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ID NEWS: Tight beef supply causes Tyson to cut slaughter;separately, steakhouse execs ask USDA to l

Seven of 10 beef slaughter plants owned by Tyson Foods, Inc., Springdale, AR, will not operate on Monday because of tight supplies of market-ready cattle and lower seasonal demand for beef, Reuters reports. This is in addition to already reduced production.

Combined slaughter capacity of the seven plants amounts to an estimated 27,200 head.

Cattle prices have reached record highs and remain historically high because of tight supplies in the nation's feedlots.

Separately, Restaurant Business reports that a group of steakhouse executives met with U.S. Agriculture Secretary Ann Veneman to ask for an end to the ban on beef imports from Canada. Beef prices have soared since the embargo was imposed after BSE, or Mad Cow Disease, was traced to a single head of cattle in Canada. The problem has been compounded by the reduction of herds in the U.S.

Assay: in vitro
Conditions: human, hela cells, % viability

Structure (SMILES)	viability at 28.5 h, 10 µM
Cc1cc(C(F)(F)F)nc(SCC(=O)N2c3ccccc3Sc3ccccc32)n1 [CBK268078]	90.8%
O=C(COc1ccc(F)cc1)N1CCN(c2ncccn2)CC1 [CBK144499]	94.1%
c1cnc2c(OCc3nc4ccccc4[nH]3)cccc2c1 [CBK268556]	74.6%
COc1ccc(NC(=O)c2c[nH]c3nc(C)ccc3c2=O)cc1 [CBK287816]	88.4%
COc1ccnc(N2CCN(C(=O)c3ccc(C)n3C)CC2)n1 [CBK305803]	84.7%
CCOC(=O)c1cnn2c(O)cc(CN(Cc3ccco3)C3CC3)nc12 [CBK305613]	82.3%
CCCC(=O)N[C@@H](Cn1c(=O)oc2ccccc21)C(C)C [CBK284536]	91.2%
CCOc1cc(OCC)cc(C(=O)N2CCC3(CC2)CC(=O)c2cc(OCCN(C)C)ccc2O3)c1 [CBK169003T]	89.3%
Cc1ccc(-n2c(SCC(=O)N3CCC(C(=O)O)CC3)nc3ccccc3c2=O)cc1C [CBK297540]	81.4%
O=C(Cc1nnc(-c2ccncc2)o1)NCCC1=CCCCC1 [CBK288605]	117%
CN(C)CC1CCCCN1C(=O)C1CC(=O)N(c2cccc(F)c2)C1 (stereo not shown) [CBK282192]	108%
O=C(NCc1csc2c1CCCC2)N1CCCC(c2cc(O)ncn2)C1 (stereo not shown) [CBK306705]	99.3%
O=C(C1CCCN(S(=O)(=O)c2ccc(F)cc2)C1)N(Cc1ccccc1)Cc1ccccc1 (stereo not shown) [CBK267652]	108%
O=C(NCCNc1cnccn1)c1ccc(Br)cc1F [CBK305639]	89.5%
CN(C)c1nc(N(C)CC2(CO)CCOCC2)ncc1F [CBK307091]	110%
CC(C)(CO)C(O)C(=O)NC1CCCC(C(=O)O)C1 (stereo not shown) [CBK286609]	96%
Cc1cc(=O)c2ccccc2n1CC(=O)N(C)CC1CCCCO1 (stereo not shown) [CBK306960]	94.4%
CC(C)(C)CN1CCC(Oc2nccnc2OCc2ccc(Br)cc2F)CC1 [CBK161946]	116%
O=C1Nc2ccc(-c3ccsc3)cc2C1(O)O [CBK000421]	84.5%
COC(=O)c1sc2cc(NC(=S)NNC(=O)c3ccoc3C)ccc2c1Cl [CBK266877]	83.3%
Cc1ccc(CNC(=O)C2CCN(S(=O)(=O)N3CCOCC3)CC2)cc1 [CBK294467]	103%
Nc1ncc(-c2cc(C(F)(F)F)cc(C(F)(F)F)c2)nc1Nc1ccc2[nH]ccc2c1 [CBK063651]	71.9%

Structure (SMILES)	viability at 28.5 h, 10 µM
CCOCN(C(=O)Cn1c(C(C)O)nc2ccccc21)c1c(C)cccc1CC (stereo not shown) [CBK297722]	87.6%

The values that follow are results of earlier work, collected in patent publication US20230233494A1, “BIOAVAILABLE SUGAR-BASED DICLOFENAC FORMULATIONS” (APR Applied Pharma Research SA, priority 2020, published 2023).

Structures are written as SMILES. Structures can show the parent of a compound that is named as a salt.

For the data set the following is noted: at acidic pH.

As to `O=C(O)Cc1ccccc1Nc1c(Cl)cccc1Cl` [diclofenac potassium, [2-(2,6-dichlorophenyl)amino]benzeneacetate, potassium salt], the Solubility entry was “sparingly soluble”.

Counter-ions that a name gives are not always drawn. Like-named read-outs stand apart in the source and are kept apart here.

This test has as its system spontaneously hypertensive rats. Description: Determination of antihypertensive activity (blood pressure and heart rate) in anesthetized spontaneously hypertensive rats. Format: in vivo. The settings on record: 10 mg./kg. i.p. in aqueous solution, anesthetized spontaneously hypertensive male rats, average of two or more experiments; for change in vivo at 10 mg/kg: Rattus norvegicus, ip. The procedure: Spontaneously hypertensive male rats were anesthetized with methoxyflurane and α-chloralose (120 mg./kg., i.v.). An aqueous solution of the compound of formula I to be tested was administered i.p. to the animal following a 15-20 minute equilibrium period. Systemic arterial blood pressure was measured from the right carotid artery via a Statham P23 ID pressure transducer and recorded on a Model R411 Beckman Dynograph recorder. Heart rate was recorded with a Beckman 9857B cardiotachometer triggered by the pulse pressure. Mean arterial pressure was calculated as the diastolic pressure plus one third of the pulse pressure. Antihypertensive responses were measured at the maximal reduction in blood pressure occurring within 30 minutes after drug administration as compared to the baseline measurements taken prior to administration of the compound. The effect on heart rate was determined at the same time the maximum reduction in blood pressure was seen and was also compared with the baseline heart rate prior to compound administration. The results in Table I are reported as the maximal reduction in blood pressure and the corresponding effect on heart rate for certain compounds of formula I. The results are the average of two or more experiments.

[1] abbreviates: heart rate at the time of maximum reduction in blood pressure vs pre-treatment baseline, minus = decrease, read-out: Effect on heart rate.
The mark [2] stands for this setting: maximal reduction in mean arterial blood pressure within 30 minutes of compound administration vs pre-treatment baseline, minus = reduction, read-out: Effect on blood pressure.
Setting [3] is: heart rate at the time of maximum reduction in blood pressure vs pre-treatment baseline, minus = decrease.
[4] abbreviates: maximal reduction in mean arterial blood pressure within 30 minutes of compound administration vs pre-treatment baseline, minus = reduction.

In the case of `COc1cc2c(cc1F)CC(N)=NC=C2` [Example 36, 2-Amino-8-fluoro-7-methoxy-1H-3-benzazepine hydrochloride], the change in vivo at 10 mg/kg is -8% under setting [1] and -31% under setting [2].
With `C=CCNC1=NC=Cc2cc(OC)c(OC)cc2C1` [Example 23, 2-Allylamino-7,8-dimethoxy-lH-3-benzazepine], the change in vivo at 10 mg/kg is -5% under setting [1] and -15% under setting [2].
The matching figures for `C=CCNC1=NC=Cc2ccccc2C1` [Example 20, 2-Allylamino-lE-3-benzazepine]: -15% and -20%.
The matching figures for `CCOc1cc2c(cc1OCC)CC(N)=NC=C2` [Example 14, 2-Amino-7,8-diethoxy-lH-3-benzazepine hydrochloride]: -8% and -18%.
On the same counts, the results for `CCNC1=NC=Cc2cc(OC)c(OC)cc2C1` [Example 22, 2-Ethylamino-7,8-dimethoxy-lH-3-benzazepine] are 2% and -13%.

The delegation, including executives from Ruth's Chris, Outback, Sam & Harry's, the Palm, and several independent steakhouses, say that Veneman was receptive. "We spoke to them about opening the borders to bring cattle back into the US. From Canada," notes Bill Hyde, ceo of Ruth's Chris and chairman of the National Restaurant Association's Government Affairs & Public Policy Committee. "They said they would work with other agencies to make that happen, but not at a pace that would put public safety at risk. We assured them that in no way would we want to jeopardize public safety."

Hyde says recent increases in his chain's beef costs amount to 35-50%.
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